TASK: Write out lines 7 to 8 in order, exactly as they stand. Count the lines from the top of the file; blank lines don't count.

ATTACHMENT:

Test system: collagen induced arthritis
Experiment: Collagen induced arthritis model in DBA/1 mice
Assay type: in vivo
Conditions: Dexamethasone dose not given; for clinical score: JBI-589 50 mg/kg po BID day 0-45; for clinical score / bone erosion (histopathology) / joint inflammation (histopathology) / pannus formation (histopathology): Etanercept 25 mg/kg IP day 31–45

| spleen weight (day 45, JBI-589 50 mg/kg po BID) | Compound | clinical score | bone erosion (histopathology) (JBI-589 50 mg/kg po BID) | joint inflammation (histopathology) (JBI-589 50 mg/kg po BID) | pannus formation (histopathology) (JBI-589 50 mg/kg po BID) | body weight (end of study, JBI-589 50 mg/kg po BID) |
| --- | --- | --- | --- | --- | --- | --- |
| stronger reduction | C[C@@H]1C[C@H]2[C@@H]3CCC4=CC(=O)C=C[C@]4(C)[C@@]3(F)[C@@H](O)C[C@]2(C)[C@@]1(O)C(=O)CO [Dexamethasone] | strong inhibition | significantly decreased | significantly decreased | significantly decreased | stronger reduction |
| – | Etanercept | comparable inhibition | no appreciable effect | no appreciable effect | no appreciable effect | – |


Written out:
| stronger reduction | C[C@@H]1C[C@H]2[C@@H]3CCC4=CC(=O)C=C[C@]4(C)[C@@]3(F)[C@@H](O)C[C@]2(C)[C@@]1(O)C(=O)CO [Dexamethasone] | strong inhibition | significantly decreased | significantly decreased | significantly decreased | stronger reduction |
| – | Etanercept | comparable inhibition | no appreciable effect | no appreciable effect | no appreciable effect | – |